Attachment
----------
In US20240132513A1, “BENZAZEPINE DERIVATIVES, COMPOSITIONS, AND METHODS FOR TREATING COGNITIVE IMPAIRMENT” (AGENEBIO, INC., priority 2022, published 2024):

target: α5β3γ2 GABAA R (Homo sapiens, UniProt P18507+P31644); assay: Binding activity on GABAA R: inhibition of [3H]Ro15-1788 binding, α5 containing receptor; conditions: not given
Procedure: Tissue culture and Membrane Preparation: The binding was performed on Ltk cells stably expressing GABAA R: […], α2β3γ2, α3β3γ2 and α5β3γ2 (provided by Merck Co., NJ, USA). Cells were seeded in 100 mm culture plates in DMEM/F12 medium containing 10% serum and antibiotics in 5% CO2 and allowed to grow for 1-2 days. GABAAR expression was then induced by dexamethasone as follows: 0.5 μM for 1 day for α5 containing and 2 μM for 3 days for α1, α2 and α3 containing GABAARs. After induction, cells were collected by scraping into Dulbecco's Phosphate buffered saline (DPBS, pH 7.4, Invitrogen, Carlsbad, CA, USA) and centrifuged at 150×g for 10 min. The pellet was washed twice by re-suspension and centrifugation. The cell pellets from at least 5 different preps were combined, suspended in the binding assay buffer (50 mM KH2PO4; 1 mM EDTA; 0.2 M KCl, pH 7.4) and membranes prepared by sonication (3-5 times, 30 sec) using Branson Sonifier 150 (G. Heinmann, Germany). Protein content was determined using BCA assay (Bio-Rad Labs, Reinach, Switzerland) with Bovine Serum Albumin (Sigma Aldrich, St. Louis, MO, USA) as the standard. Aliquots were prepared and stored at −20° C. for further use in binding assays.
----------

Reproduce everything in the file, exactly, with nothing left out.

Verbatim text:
In US20240132513A1, “BENZAZEPINE DERIVATIVES, COMPOSITIONS, AND METHODS FOR TREATING COGNITIVE IMPAIRMENT” (AGENEBIO, INC., priority 2022, published 2024):

target: α5β3γ2 GABAA R (Homo sapiens, UniProt P18507+P31644); assay: Binding activity on GABAA R: inhibition of [3H]Ro15-1788 binding, α5 containing receptor; conditions: not given
Procedure: Tissue culture and Membrane Preparation: The binding was performed on Ltk cells stably expressing GABAA R: […], α2β3γ2, α3β3γ2 and α5β3γ2 (provided by Merck Co., NJ, USA). Cells were seeded in 100 mm culture plates in DMEM/F12 medium containing 10% serum and antibiotics in 5% CO2 and allowed to grow for 1-2 days. GABAAR expression was then induced by dexamethasone as follows: 0.5 μM for 1 day for α5 containing and 2 μM for 3 days for α1, α2 and α3 containing GABAARs. After induction, cells were collected by scraping into Dulbecco's Phosphate buffered saline (DPBS, pH 7.4, Invitrogen, Carlsbad, CA, USA) and centrifuged at 150×g for 10 min. The pellet was washed twice by re-suspension and centrifugation. The cell pellets from at least 5 different preps were combined, suspended in the binding assay buffer (50 mM KH2PO4; 1 mM EDTA; 0.2 M KCl, pH 7.4) and membranes prepared by sonication (3-5 times, 30 sec) using Branson Sonifier 150 (G. Heinmann, Germany). Protein content was determined using BCA assay (Bio-Rad Labs, Reinach, Switzerland) with Bovine Serum Albumin (Sigma Aldrich, St. Louis, MO, USA) as the standard. Aliquots were prepared and stored at −20° C. for further use in binding assays.